Welcome back. It's been so long since we last talked.
Now that the Jan. 15 deadline to declare has passed, we officially know which college prospects will be available in the 2012 NFL Draft. Unfortunately for quarterback-hungry Dolphins fans, it looks like the asking price for the right to draft Robert Griffin III will be flat-out insane. This means Miami could take a best-player-available strategy (a great thing, in my opinion) into the draft this April.
This week, I have the Dolphins selecting a less-than-glamorous prospect who just happens to be a mammoth talent--able to come in and contribute from day one. I am just telling you this now in case you were expecting to see Griffin or Andrew Luck as the Dolphins' selection. I am not that cruel.
Anyway, enough chatter. Let's take a look at how the first round of the 2012 NFL Draft would play out if held today.1) Indianapolis Colts - Andrew Luck, QB Stanford
Not much needs to be said to validate the selection of Andrew Luck at this spot. He's everything teams look for in a quarterback--the mind and arm of a classic pocket passer, coupled with durability and above-average athleticism for the position. In fact, Luck's such a special prospect, his pending arrival in Indianapolis has already led to the firings of Colts Vice Chairman Bill Polian, General Manager Chris Polian and head coach Jim Caldwell. That's impressive stuff.
2) St. Louis Rams - Justin Blackmon, WR Oklahoma State
Jason Smith's likely departure suggests the Rams will use this selection to add a premier left tackle, but quarterback Sam Bradford needs weapons in the worst possible way, and Oklahoma State wide receiver Justin Blackmon has been on St. Louis' radar since January 2011 (when he was the second- or third-best receiver behind A.J. Green). Easily the No.1 wideout in a strong 2012 receiver class, Blackmon will bring a physical go-to presence to a Rams receiver corps that couldn't get any worse at this point, and he might be able to give St. Louis' backfield some breathing room, as well.
3) Minnesota Vikings - Matt Kalil, OT USC
Despite an ultra-meaningless win in Washington on Christmas Eve, the Vikings could still end up with the 2012 draft prospect they need the most: USC's Matt Kalil. Minnesota's offensive line desperately needs a franchise-caliber presence on the left side, and Kalil is a herculean-type prospect who combines phenomenal upper body strength with impressive technique and footwork. Consider this: The Vikings' offensive line is the worst in the NFC North. It almost takes effort to be that bad.
4) Cleveland Browns - Robert Griffin III, QB Baylor
The Browns claim they're good with quarterback Colt McCoy? That means Baylor's Robert Griffin III should probably brace himself for a move to Cleveland. Unfortunately for the Heisman Trophy winner, the Browns are short on talent in the receiver corps and backfield, so it's going to be an uphill climb the moment Griffin joins the Dawg Pound. Still, RG3 is an unbelievably gifted--both physically and mentally--quarterback prospect who could have the Browns' offense clicking sooner rather than later.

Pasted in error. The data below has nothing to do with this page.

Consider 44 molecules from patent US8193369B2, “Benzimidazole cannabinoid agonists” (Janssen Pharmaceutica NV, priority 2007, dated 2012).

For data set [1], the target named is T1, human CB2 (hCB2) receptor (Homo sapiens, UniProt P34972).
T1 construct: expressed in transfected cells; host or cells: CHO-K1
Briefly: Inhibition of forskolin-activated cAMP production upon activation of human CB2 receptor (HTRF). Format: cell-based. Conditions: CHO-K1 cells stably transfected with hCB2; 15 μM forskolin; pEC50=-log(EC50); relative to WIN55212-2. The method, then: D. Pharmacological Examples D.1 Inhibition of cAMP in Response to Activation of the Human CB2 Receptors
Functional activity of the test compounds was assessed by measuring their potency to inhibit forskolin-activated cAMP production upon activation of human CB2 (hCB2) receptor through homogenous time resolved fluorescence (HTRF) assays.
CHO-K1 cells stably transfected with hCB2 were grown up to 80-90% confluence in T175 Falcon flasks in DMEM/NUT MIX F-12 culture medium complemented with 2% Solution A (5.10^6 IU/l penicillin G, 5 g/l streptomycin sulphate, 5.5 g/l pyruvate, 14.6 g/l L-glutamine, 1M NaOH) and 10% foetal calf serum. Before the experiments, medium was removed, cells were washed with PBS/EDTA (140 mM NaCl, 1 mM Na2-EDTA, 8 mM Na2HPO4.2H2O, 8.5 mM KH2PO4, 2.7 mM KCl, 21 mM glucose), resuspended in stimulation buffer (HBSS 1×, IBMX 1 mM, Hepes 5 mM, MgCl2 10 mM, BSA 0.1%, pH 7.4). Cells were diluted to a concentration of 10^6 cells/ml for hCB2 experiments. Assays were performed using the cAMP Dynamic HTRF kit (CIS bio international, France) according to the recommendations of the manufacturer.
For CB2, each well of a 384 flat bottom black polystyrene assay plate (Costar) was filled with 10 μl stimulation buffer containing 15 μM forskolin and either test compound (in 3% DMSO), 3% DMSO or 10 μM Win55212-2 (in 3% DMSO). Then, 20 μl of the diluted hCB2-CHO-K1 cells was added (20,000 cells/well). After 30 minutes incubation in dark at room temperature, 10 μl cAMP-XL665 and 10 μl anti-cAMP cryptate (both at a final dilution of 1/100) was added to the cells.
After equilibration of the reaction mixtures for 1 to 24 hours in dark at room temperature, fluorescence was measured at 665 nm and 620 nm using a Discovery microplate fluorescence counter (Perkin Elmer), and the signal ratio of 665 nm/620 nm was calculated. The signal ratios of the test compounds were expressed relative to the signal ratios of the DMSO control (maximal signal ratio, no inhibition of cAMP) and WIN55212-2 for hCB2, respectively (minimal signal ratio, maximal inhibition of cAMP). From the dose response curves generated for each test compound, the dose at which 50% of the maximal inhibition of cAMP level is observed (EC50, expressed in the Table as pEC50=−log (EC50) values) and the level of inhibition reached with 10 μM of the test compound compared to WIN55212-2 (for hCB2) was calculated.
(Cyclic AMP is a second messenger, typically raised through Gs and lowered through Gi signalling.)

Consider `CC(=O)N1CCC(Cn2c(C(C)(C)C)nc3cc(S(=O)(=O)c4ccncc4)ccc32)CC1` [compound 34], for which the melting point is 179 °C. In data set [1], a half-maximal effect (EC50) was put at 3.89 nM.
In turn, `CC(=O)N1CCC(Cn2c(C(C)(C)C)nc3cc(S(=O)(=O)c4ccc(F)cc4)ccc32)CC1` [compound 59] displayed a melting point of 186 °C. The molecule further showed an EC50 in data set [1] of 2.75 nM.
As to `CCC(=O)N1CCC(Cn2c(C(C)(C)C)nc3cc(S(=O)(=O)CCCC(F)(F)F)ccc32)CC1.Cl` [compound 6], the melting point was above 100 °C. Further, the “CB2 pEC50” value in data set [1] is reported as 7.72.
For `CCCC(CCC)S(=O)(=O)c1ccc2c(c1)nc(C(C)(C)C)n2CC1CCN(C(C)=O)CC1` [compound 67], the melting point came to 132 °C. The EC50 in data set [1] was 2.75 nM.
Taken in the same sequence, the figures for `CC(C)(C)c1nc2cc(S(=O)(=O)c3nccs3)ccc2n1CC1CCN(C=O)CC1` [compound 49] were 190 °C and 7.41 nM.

5) Tampa Bay Buccaneers - Morris Claiborne, CB LSU
For a defense that was supposedly a linebacker and cornerback away from becoming a premier unit, the Buccaneers took a colossal step backward in 2011. Tampa has needed a premier cornerback for a while now, and LSU's Morris Claiborne is about as premier as it gets at that position. Claiborne isn't a physical freak, but his man-coverage skills are near unparalleled, which would buy the Buccaneers' burgeoning defensive line a bit more time to get to the quarterback.
6) Washington Redskins - Jonathan Martin, OT Stanford
With Robert Griffin III off the board, the Redskins will likely turn to its next-biggest need and select the best offensive tackle available. Now, I don't believe Stanford's Jonathan Martin is actually the best tackle available at this juncture, but his outrageously solid ability as a run blocker will suit him to the right side of the Washington's hologram-like offensive line. Great need meets greater value in this scenario.
7) Jacksonville Jaguars - Dre Kirkpatrick, CB Alabama
Dre Kirkpatrick looked like a fast, heavy-hitting stork during the BCS National Championship Game, but the big story about the Alabama cornerback this season was his huge improvement in coverage. Kirkpatrick still lacks top instincts at the corner position, but he's ultra-physical when playing the run and has the speed and length to disrupt in coverage.
8) Miami Dolphins - Riley Reiff, OT Iowa
The selection of another offensive lineman in the first round might send Dolphins fans into a Jonestown-like frenzy, but with quarterback options likely available via free agency (Matt Flynn, unless the Packers pull some funny stuff) or in the second round of the 2012 draft (Arizona's Nick Foles, Texas A&M's Ryan Tannehill), the Dolphins should look to match need with value at this spot. Iowa offensive tackle Riley Reiff has the potential to be the best offensive tackle in this class, and would lock up the right side of a Dolphins offensive line that was absolutely violated throughout season. Also, don't forget that potential Dolphins head coach Joe Philbin did his best work in Green Bay with an Iowa Hawkeye (Bryan Bulaga) at right tackle.
9) Carolina Panthers - Michael Brockers, DT LSU
Regardless of Carolina's defensive scheme next season, it's entirely possible Panthers head coach Ron Rivera will develop a serious man-crush on LSU behemoth defensive tackle Michael Brockers. A disruptive force in the trenches this season--and one of the lone bright spots for LSU in the BCS National Championship Game--Brockers excels at collapsing the pocket, and he'll become even more devastating once he refines his hand technique at the line of scrimmage.
10) Buffalo Bills - Whitney Mercilus, DE/OLB Illinois